4. Scatter the remaining crumbled feta over the top and add a single whole sun blush tomato to each (below). Thoroughly soak 8 small rosemary sprigs then gently push one into each flowerpot for decoration (the wetness will stop them from burning in the oven).

Bake for 20-25mins, then allow to cool for as long as you are able to restrain yourself; these are best served warm, so eat as quickly as possible or give them a quick turn in the oven before serving later (they last 2 -3 days if you can manage it).

Seedlings, soil and a spot of light toil…

I’m feeling all green-fingered again. I’ve been swept away by a tidal wave of good intention and the recurrent vision of becoming a self-sufficient, kaftan-wearing earth mother who harvests dinner every night from her Kitchen Garden and whose offspring can name every variety of tomato under the sun. Like most fantasies, alas, this is impossibly far from the truth.  The kaftan-wearing bit in particular is just never going to happen.

Still, a well-lived life is one of constant reinvention, as I’m sure someone must have said as it sounds very profound.  Harry and I have duly cracked open the Dorling Kindersley Guide to Gardening for Complete Amateurs, and begun sowing in earnest.  Initially we’ve just planted lettuce, carrots, radishes and salad onions. The DK guide warns me ominously that carrots are plagued by the psila rosae Carrot Fly and must always be planted alongside onions, which will, it promises, have the same effect as Kryptonite on Superman or garlic to Dracula, thus ensuring that the evil weevils keep a flight exclusion zone around our precious harvest.  This is just as well, as I wouldn’t be able to identify a psila rosae if it fell into my gin and tonic.  Especially then, in fact.

I found this rather cool and slightly more macho planter for Harry (below), and once he’d wedged himself into it a couple of times and ascertained that it achieved a max speed of about 2km/hour when pushed along, he was happy to plant it up instead, bashing each tender seedling heavily with the spade for good measure.

And finally, what I’m hoping will be the most verdant and productive of all; this grafted tomato, which the garden centre has led me to believe is the genetic equivalent of Usain Bolt and will deliver such a bountiful harvest that even the sight of a tomato, come September, will make us feel a little queasy.

It must deliver on its promise, as I have a title to uphold; last year my very undersized efforts scooped the ‘Most Artistic Tomato’ prize in my friend’s annual Tomato Festival (a deliciously drunken garden party where tomatoes feature loosely, and other equally tenuous categories include ‘Best shop-bought tomato’ and ‘Best wine to drink with tomatoes’..).  I strung a handful of dwarf cherry toms together to form a fetching necklace and earring set which I duly wore (below); it did the trick – and works a treat when you get hungry and the canapés are far away – but I think that substance is going to have to trump style this year if I am to retain my title…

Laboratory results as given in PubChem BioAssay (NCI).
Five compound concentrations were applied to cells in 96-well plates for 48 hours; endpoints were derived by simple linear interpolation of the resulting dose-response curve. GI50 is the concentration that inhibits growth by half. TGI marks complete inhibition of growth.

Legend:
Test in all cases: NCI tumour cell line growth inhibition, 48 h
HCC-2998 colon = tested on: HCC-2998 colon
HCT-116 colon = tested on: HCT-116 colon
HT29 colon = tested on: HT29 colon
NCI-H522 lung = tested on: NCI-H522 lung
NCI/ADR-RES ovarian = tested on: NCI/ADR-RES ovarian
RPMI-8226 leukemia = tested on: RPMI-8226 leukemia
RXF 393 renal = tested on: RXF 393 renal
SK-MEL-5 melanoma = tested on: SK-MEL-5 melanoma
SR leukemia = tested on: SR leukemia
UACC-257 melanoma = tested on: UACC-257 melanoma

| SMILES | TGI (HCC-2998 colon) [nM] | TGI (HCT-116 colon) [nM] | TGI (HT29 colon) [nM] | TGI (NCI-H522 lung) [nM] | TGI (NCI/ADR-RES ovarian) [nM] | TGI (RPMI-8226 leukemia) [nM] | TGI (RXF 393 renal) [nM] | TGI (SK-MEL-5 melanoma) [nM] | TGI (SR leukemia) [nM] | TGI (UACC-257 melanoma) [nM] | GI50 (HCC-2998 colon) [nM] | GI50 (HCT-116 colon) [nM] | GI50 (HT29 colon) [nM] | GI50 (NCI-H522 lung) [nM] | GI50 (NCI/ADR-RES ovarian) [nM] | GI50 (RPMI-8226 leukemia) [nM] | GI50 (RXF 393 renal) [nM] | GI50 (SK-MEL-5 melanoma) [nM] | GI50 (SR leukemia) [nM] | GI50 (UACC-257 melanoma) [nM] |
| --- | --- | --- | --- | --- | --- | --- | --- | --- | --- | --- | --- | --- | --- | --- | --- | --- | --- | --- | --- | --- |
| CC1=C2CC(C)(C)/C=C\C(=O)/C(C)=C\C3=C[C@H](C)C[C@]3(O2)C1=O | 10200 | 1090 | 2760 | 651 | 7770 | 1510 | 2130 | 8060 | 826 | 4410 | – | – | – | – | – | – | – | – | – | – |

And in closing; a gratuitous montage of some of the most distracting spring blooms in the rest of the garden.  One of our great pastimes (having moved into our house in the depths of winter) is watching to see what bursts into bud, then flower, as the weather turns.  All helpful advice on identifying and naming the varieties of beauties below is more than welcome…

The Great Sunflower Race

I have found a new nemesis. He’s called Hans Peter Schiffer, and I’ve never met him. ‘Who??’ I hear you cry. WELL, Herr Schiffer may be a benign, helpful German flight attendant by day, but apparently in his spare time has somehow managed to seize the World Record for the tallest sunflower ever grown, a whopping 8.03m. Lordy. Who knew that the very hands used to highlight emergency exits and demonstrate seatbelt positioning could produce such unfettered glory in the garden?  Eight metres of it no less.  So, competitive juices in full flow, we’ve decided to start a new family tradition; the Great Sunflower Race.

Initially thinking we would just have a Mummy / Daddy / Harry race, we carefully chose 3 pots to sow our seeds, hoping that a short spell indoors would give us a head-start come warmer weather and planting out.  Amidst much jostling and inter-marital suspicion we opted to label the pots with chalkboard paint and pen to ensure no crafty tag swapping once the growing began in earnest.  (Damnit; my master-plan thwarted before germination even occurs…)

We took to the garden for some cavalier tossing of compost; very little landed in the pots themselves but the lawn will, I’m sure, benefit from all the additional nutrients it received.

Sunflower seeds are amongst the most reliable of all so can be sown just one to a pot with confidence.  Or so says the packet.  We’ll see….

With a nearly-full pack of seeds leftover, we decided to ask friends and family to join in the race, so carefully packaged up a sprinkle of seeds into little vellum envelopes (below) and issued the challenge.  Some packets were collected by Harry’s friends at our egg-hunt this weekend, the rest will be mailed to Grandparents and other feverishly keen competitors in the week ahead…

So, without further ado, let the Great Sunflower Race commence!

p.s. Global entries welcome… the Big Measure will take place in July, just as soon as my entry is towering magnificently at an impossible peak (and there I go again; ambition completely outstripping skillset…)